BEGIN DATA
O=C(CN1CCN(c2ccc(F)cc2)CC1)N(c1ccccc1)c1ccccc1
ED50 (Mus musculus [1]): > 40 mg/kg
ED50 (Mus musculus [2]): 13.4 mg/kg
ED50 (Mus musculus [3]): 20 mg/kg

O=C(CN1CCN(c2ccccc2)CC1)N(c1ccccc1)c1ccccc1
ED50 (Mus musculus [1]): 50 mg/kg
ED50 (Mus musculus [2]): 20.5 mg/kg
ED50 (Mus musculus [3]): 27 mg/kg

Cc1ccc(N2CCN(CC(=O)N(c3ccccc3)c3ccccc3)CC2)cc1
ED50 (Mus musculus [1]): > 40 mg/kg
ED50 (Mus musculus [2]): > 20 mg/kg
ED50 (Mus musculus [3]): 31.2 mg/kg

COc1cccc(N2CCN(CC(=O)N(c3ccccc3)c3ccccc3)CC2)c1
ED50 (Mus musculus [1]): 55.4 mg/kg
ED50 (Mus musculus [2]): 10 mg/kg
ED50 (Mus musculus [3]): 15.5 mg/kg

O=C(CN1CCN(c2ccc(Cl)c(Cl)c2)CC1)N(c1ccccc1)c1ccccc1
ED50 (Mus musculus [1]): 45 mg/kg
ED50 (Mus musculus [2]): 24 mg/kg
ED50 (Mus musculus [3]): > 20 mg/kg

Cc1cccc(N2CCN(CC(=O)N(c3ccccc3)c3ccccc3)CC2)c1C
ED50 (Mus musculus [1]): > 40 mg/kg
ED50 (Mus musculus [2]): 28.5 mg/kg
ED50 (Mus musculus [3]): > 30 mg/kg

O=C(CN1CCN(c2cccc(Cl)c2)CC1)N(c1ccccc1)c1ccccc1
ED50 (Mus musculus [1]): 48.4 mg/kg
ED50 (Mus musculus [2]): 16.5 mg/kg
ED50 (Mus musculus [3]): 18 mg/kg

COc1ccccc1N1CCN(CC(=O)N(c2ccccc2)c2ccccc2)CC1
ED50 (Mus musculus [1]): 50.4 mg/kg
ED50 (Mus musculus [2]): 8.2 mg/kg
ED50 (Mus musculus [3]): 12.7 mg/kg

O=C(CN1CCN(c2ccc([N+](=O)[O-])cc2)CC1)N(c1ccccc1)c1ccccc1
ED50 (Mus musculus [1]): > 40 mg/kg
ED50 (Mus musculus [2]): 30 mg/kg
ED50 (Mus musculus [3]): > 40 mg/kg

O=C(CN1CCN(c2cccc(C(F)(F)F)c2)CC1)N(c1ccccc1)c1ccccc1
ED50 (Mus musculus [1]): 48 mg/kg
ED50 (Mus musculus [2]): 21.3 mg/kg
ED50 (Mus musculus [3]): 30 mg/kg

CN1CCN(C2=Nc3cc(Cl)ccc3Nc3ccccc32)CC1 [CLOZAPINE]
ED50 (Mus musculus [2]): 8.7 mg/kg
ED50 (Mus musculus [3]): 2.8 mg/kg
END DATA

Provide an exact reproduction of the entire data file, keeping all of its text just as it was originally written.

O=C(CN1CCN(c2ccc(F)cc2)CC1)N(c1ccccc1)c1ccccc1
ED50 (Mus musculus [1]): > 40 mg/kg
ED50 (Mus musculus [2]): 13.4 mg/kg
ED50 (Mus musculus [3]): 20 mg/kg

O=C(CN1CCN(c2ccccc2)CC1)N(c1ccccc1)c1ccccc1
ED50 (Mus musculus [1]): 50 mg/kg
ED50 (Mus musculus [2]): 20.5 mg/kg
ED50 (Mus musculus [3]): 27 mg/kg

Cc1ccc(N2CCN(CC(=O)N(c3ccccc3)c3ccccc3)CC2)cc1
ED50 (Mus musculus [1]): > 40 mg/kg
ED50 (Mus musculus [2]): > 20 mg/kg
ED50 (Mus musculus [3]): 31.2 mg/kg

COc1cccc(N2CCN(CC(=O)N(c3ccccc3)c3ccccc3)CC2)c1
ED50 (Mus musculus [1]): 55.4 mg/kg
ED50 (Mus musculus [2]): 10 mg/kg
ED50 (Mus musculus [3]): 15.5 mg/kg

O=C(CN1CCN(c2ccc(Cl)c(Cl)c2)CC1)N(c1ccccc1)c1ccccc1
ED50 (Mus musculus [1]): 45 mg/kg
ED50 (Mus musculus [2]): 24 mg/kg
ED50 (Mus musculus [3]): > 20 mg/kg

Cc1cccc(N2CCN(CC(=O)N(c3ccccc3)c3ccccc3)CC2)c1C
ED50 (Mus musculus [1]): > 40 mg/kg
ED50 (Mus musculus [2]): 28.5 mg/kg
ED50 (Mus musculus [3]): > 30 mg/kg

O=C(CN1CCN(c2cccc(Cl)c2)CC1)N(c1ccccc1)c1ccccc1
ED50 (Mus musculus [1]): 48.4 mg/kg
ED50 (Mus musculus [2]): 16.5 mg/kg
ED50 (Mus musculus [3]): 18 mg/kg

COc1ccccc1N1CCN(CC(=O)N(c2ccccc2)c2ccccc2)CC1
ED50 (Mus musculus [1]): 50.4 mg/kg
ED50 (Mus musculus [2]): 8.2 mg/kg
ED50 (Mus musculus [3]): 12.7 mg/kg

O=C(CN1CCN(c2ccc([N+](=O)[O-])cc2)CC1)N(c1ccccc1)c1ccccc1
ED50 (Mus musculus [1]): > 40 mg/kg
ED50 (Mus musculus [2]): 30 mg/kg
ED50 (Mus musculus [3]): > 40 mg/kg

O=C(CN1CCN(c2cccc(C(F)(F)F)c2)CC1)N(c1ccccc1)c1ccccc1
ED50 (Mus musculus [1]): 48 mg/kg
ED50 (Mus musculus [2]): 21.3 mg/kg
ED50 (Mus musculus [3]): 30 mg/kg

CN1CCN(C2=Nc3cc(Cl)ccc3Nc3ccccc32)CC1 [CLOZAPINE]
ED50 (Mus musculus [2]): 8.7 mg/kg
ED50 (Mus musculus [3]): 2.8 mg/kg